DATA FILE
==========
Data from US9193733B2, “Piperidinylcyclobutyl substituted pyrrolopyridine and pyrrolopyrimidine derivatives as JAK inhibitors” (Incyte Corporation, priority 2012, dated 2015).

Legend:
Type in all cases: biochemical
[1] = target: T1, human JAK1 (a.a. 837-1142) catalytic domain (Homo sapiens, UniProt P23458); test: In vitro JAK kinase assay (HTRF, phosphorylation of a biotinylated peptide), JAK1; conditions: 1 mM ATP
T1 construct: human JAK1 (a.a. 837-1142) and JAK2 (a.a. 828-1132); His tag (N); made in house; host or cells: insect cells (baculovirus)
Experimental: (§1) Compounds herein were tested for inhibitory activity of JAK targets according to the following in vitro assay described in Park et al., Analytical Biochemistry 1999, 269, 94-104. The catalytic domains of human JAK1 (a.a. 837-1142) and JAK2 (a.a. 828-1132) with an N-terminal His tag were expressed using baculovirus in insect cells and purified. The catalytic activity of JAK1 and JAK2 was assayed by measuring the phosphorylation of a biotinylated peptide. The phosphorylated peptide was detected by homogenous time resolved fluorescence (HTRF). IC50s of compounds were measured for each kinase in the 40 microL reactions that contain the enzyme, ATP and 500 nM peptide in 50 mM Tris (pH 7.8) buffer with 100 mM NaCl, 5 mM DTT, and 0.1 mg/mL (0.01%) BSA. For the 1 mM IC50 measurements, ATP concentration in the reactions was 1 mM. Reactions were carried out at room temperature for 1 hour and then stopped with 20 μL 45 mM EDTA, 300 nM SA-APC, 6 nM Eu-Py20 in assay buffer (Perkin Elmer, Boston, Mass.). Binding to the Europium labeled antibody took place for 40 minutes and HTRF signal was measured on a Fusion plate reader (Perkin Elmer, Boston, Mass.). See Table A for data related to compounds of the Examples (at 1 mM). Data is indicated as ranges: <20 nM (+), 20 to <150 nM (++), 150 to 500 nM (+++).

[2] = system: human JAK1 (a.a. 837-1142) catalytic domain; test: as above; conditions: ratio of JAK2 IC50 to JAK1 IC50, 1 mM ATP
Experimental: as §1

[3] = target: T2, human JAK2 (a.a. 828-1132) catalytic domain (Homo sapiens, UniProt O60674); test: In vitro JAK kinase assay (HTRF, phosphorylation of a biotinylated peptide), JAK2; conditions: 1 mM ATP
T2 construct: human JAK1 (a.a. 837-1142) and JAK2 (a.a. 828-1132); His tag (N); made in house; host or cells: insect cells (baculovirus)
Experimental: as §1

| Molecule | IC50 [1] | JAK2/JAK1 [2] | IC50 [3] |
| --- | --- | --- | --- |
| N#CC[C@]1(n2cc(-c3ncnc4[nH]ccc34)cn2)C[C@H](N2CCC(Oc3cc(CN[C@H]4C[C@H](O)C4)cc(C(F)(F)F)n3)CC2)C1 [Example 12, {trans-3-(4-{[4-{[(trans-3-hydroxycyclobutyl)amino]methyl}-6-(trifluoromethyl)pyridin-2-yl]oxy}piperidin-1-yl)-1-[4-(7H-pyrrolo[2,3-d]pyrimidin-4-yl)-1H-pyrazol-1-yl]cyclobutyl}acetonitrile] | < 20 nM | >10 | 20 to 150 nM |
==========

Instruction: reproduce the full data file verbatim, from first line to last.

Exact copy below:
Data from US9193733B2, “Piperidinylcyclobutyl substituted pyrrolopyridine and pyrrolopyrimidine derivatives as JAK inhibitors” (Incyte Corporation, priority 2012, dated 2015).

Legend:
Type in all cases: biochemical
[1] = target: T1, human JAK1 (a.a. 837-1142) catalytic domain (Homo sapiens, UniProt P23458); test: In vitro JAK kinase assay (HTRF, phosphorylation of a biotinylated peptide), JAK1; conditions: 1 mM ATP
T1 construct: human JAK1 (a.a. 837-1142) and JAK2 (a.a. 828-1132); His tag (N); made in house; host or cells: insect cells (baculovirus)
Experimental: (§1) Compounds herein were tested for inhibitory activity of JAK targets according to the following in vitro assay described in Park et al., Analytical Biochemistry 1999, 269, 94-104. The catalytic domains of human JAK1 (a.a. 837-1142) and JAK2 (a.a. 828-1132) with an N-terminal His tag were expressed using baculovirus in insect cells and purified. The catalytic activity of JAK1 and JAK2 was assayed by measuring the phosphorylation of a biotinylated peptide. The phosphorylated peptide was detected by homogenous time resolved fluorescence (HTRF). IC50s of compounds were measured for each kinase in the 40 microL reactions that contain the enzyme, ATP and 500 nM peptide in 50 mM Tris (pH 7.8) buffer with 100 mM NaCl, 5 mM DTT, and 0.1 mg/mL (0.01%) BSA. For the 1 mM IC50 measurements, ATP concentration in the reactions was 1 mM. Reactions were carried out at room temperature for 1 hour and then stopped with 20 μL 45 mM EDTA, 300 nM SA-APC, 6 nM Eu-Py20 in assay buffer (Perkin Elmer, Boston, Mass.). Binding to the Europium labeled antibody took place for 40 minutes and HTRF signal was measured on a Fusion plate reader (Perkin Elmer, Boston, Mass.). See Table A for data related to compounds of the Examples (at 1 mM). Data is indicated as ranges: <20 nM (+), 20 to <150 nM (++), 150 to 500 nM (+++).

[2] = system: human JAK1 (a.a. 837-1142) catalytic domain; test: as above; conditions: ratio of JAK2 IC50 to JAK1 IC50, 1 mM ATP
Experimental: as §1

[3] = target: T2, human JAK2 (a.a. 828-1132) catalytic domain (Homo sapiens, UniProt O60674); test: In vitro JAK kinase assay (HTRF, phosphorylation of a biotinylated peptide), JAK2; conditions: 1 mM ATP
T2 construct: human JAK1 (a.a. 837-1142) and JAK2 (a.a. 828-1132); His tag (N); made in house; host or cells: insect cells (baculovirus)
Experimental: as §1

| Molecule | IC50 [1] | JAK2/JAK1 [2] | IC50 [3] |
| --- | --- | --- | --- |
| N#CC[C@]1(n2cc(-c3ncnc4[nH]ccc34)cn2)C[C@H](N2CCC(Oc3cc(CN[C@H]4C[C@H](O)C4)cc(C(F)(F)F)n3)CC2)C1 [Example 12, {trans-3-(4-{[4-{[(trans-3-hydroxycyclobutyl)amino]methyl}-6-(trifluoromethyl)pyridin-2-yl]oxy}piperidin-1-yl)-1-[4-(7H-pyrrolo[2,3-d]pyrimidin-4-yl)-1H-pyrazol-1-yl]cyclobutyl}acetonitrile] | < 20 nM | >10 | 20 to 150 nM |